Growth Driven Design is an adaptive model that allows businesses to change, improve or enhance their marketing plans to take action based on variables and conditions they both find and encounter during the sprints between updates to the site. Growth Driven Design is deeply integrated with marketing & sales. What we learn about visitors helps inform and improve marketing and sales strategies & tactics (and vice versa).
To better understand the comparison, the following illustrations from Hubspot’s Luke Summerfied (@SavvyLuke) show the additional cost and time that is associated with a traditional website design. Notice the continual growth and impact that GDD has on the business versus the delay related to the traditional model.
How Growth Driven Web Design Works
There are two phases in the Growth Driven Design process:
- Strategy & Launch Pad: Lasting around one month, during this initial phase a web design strategy is developed, in addition to a features wish list for the site, and the launch pad website is built.
- The GDD Cycle: With the launch pad website live, the focus for the remaining 11 months of the year are to improve and fine-tune the performance of the site. This cycle is a four stage process that includes planning, developing, learning and transferring knowledge.
The illustration below gives you a visual of the two stages.
Strategy & Launch Pad Phase
Similar to the traditional website design process, the first phase of GDD begins with strategy and goals.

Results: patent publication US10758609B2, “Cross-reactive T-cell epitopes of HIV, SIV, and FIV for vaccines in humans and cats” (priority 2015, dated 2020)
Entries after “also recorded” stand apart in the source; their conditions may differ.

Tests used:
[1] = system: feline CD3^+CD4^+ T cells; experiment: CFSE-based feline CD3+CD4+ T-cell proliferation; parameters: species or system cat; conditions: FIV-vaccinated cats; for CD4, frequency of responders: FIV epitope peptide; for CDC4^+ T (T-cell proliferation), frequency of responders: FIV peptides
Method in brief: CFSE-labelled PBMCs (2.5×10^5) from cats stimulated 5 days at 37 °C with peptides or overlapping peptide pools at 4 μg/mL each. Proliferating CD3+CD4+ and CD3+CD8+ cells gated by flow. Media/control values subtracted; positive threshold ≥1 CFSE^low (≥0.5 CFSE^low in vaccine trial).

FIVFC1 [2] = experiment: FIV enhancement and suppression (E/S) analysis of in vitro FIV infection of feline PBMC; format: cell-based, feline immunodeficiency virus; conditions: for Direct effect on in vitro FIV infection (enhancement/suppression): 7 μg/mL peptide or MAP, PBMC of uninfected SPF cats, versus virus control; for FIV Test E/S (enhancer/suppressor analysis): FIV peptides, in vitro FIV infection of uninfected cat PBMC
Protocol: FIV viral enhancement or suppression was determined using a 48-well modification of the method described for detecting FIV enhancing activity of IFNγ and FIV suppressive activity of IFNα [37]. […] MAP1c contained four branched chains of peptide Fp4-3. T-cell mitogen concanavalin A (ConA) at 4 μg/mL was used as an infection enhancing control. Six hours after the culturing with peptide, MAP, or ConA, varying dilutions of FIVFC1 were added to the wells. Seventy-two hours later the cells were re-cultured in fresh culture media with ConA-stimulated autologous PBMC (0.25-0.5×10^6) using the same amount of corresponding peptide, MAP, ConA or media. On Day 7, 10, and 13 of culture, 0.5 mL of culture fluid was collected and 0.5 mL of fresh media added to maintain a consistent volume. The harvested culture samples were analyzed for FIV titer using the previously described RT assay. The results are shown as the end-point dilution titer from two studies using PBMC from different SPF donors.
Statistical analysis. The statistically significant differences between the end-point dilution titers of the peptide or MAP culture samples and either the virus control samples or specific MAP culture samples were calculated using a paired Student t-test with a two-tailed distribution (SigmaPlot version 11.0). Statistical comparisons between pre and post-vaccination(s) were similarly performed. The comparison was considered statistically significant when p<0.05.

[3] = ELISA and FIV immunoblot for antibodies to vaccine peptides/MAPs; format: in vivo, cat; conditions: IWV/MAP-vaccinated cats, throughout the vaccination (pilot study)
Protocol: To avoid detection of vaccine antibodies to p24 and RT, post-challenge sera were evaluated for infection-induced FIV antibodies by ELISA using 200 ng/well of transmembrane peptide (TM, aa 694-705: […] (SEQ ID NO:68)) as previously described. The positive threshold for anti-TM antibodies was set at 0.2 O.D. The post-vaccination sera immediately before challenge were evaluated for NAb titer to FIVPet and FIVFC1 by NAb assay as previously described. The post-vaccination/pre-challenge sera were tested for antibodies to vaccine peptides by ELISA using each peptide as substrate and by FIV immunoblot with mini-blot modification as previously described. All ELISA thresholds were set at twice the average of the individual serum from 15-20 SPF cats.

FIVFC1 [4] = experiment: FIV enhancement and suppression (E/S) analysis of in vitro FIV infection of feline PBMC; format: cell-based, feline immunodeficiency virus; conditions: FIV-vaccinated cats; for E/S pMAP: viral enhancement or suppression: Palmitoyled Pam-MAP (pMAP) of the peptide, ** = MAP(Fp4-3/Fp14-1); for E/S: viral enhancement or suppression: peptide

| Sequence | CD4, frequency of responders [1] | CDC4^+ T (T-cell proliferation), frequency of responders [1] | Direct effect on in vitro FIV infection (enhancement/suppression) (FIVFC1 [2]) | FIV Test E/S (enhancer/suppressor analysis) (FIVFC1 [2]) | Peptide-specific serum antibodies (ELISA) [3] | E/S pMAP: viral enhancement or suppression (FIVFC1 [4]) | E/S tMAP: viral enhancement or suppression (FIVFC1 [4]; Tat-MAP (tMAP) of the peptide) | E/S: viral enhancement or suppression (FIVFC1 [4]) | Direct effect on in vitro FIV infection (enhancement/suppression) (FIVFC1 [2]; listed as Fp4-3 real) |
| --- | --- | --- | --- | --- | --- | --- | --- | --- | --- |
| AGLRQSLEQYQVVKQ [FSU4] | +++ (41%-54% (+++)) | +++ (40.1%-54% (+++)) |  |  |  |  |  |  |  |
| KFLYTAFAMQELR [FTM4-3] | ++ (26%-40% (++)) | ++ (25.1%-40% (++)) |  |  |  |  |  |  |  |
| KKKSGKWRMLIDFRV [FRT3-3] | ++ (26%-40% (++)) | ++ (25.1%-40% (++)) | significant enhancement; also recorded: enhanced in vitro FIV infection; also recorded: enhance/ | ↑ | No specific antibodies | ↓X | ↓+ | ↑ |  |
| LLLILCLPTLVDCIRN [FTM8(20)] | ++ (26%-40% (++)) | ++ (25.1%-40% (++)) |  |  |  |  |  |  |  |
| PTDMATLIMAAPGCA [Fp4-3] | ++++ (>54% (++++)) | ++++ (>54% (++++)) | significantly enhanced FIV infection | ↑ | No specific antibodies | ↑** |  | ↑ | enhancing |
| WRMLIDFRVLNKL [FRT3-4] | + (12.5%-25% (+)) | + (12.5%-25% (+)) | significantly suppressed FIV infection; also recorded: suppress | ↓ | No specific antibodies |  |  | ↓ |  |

This encompasses the following:
- Goals and Personas: What you are trying to accomplish as well as an understanding of who your buyer personas (targets) are and what they are looking for when visiting your website.
- Website & Analytics Audit: The quantitative research to understand your user’s behaviors such as how they arrive at your site, including what types of information they consume, the pages on they visit on your website, where they interact/have touch points with your business, how they interact with it and why they might be bouncing or dropping off the site.
- Opportunities: What are the users’ pain points and where are opportunities to improve the user experience on the new site.
- Pulling Fundamental User Assumptions: Why do your users come to the site, what are the value propositions for products or services they receive, how and where are they accessing the site (Desktop? Mobile? While shopping? In traffic?), and what information your users are looking for.
- Global site strategy: Applying this analysis into your new website design with an overall strategy.
Once the strategy is complete, you will develop a wish list.
These are all the things you want in your new site to improve and enhance the user experience to provide an impact. For the initial list, it usually has between 50 and 150 items, but don’t hold back on dream items to have on the site as you will be able to prioritize.